Why I chose Flinders to help me become a Physiotherapist

Strong practical learning components, small class cohorts and the onsite Health2Go clinic were the main factors that convinced Oscar Wight to choose Flinders to chase his physiotherapy ambitions.

Oscar is undertaking the Master of Physiotherapy program and says it’s providing him the opportunity to expand his practical knowledge so he’s career-ready upon graduation.

Oscar came to Flinders as a postgraduate student after spending four years at Pacific University Oregon undertaking a Bachelor of Science in Exercise Science and playing collegiate tennis on a scholarship.

“Having completed my undergraduate degree in the USA, I wanted to return home to Adelaide. The Flinders course was a great choice because there is a large practical component over the two years,” he says.

“Our cohort is only 40 students, so we’re able to get valuable one-on-one time with the educators, unlike a lot of other universities.

“I’ve found that the onsite Health2Go clinic has been a highlight and something that is unique to Flinders.”

Oscar has undertaken two placements blocks at modern multidisciplinary clinic Health2Go at Flinders’ Sturt campus, the first one in musculoskeletal.

This was then following by a five-week online placement, involving the developing and implementation of a trial paediatric motor skill screening service that could be adopted at Health2Go long term.

The service is telehealth-based due to COVID-19 restrictions involves parents or carers are guided to film their children (aged 3-8) undertaking specific movement tasks.

This is then viewed by Health2Go physio staff and students like Oscar to assess against average development and to guide decisions around further assessment.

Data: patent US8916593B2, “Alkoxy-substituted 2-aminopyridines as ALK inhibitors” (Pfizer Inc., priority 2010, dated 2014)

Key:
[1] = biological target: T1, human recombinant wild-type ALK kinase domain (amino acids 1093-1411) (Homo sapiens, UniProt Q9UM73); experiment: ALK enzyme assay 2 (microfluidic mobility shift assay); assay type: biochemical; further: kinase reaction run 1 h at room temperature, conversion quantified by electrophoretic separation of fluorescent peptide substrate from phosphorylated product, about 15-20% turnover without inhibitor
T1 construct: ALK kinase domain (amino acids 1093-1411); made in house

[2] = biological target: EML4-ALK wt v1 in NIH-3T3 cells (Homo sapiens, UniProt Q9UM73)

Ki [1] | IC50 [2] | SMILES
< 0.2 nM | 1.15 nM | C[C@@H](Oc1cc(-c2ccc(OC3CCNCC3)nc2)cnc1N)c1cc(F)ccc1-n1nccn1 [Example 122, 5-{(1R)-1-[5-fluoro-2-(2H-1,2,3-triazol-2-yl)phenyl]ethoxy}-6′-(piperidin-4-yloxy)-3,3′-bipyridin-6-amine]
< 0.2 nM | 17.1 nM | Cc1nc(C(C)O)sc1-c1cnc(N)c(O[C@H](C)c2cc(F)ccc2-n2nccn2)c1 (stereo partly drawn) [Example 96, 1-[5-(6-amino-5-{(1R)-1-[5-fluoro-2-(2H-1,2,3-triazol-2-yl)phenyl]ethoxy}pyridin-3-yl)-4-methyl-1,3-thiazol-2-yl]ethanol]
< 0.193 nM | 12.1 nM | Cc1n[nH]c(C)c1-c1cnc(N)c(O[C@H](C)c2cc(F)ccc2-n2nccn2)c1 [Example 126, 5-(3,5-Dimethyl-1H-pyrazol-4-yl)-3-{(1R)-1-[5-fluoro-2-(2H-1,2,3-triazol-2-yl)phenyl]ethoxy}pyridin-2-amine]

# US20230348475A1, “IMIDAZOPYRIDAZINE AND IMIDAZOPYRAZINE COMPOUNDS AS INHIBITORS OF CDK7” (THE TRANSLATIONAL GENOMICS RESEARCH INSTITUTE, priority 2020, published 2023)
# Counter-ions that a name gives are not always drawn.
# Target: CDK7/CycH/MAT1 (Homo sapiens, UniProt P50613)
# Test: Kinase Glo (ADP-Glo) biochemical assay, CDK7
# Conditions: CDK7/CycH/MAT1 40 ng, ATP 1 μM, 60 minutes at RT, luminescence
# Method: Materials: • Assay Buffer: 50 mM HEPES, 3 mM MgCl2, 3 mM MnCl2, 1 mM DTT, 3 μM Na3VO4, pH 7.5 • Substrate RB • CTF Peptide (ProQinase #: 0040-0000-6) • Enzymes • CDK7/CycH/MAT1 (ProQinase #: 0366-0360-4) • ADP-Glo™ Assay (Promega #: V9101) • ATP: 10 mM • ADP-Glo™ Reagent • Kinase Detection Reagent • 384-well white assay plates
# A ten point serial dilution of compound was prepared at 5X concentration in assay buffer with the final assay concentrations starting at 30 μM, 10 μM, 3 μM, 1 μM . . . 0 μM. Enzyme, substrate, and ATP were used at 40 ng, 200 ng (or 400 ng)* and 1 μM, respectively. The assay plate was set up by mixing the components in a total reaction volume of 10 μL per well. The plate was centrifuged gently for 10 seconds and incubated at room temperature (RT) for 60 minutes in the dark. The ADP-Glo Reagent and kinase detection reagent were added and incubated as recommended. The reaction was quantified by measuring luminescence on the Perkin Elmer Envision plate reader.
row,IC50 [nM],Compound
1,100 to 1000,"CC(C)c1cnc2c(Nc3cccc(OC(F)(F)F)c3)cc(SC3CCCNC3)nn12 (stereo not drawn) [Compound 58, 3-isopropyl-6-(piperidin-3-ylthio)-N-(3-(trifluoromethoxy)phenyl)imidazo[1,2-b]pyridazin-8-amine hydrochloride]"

But Health2Go is not Oscar’s only taste of the clinical world, as he has already immersed himself in many clinical placements across Adelaide.

These include stints at the Lyell McEwin, Royal Adelaide and Modbury hospitals, aged care group ACH, South Australian Sports Medicine Association (SASMA) and Return to Work SA via online telehealth services.

“The Master’s program is giving me the opportunity to experience practical learning among the broad areas that physiotherapy covers,” Oscar says.

“I feel that I will be ready for the workplace as a new graduate physiotherapist next year.”

Oscar recently won a scholarship opportunity with SASMA to attend professional development sessions to further hone his knowledge and skills.

“By completing professional development, you increase your knowledge and hopefully make yourself a better physiotherapist in the private practice realm, which is what I hope to do next year,” he says.

“By completing ongoing professional development, clinicians are exposed to the latest evidenced-based practice, which lead to better patient outcomes. As a new graduate, it is important that we continue our learning after our university studies, and ultimately grow as physiotherapists.”

“A lot of practices also look to see if you have completed courses such as these in addition to your university degree. Employers look for new graduates who are keen to continue their learning post-university.”

After graduation, this Masters student has many goals on his career wish list.

Opening a private physiotherapy practice, working with the AFL in sports medicine, and as a physiotherapist on the ATP World Tennis Tour, or joining Nike or Asics in the development of products for injury prevention are just a few.

And with the motto that Oscar lives by – “take opportunities when they present themselves” – he just might get there.

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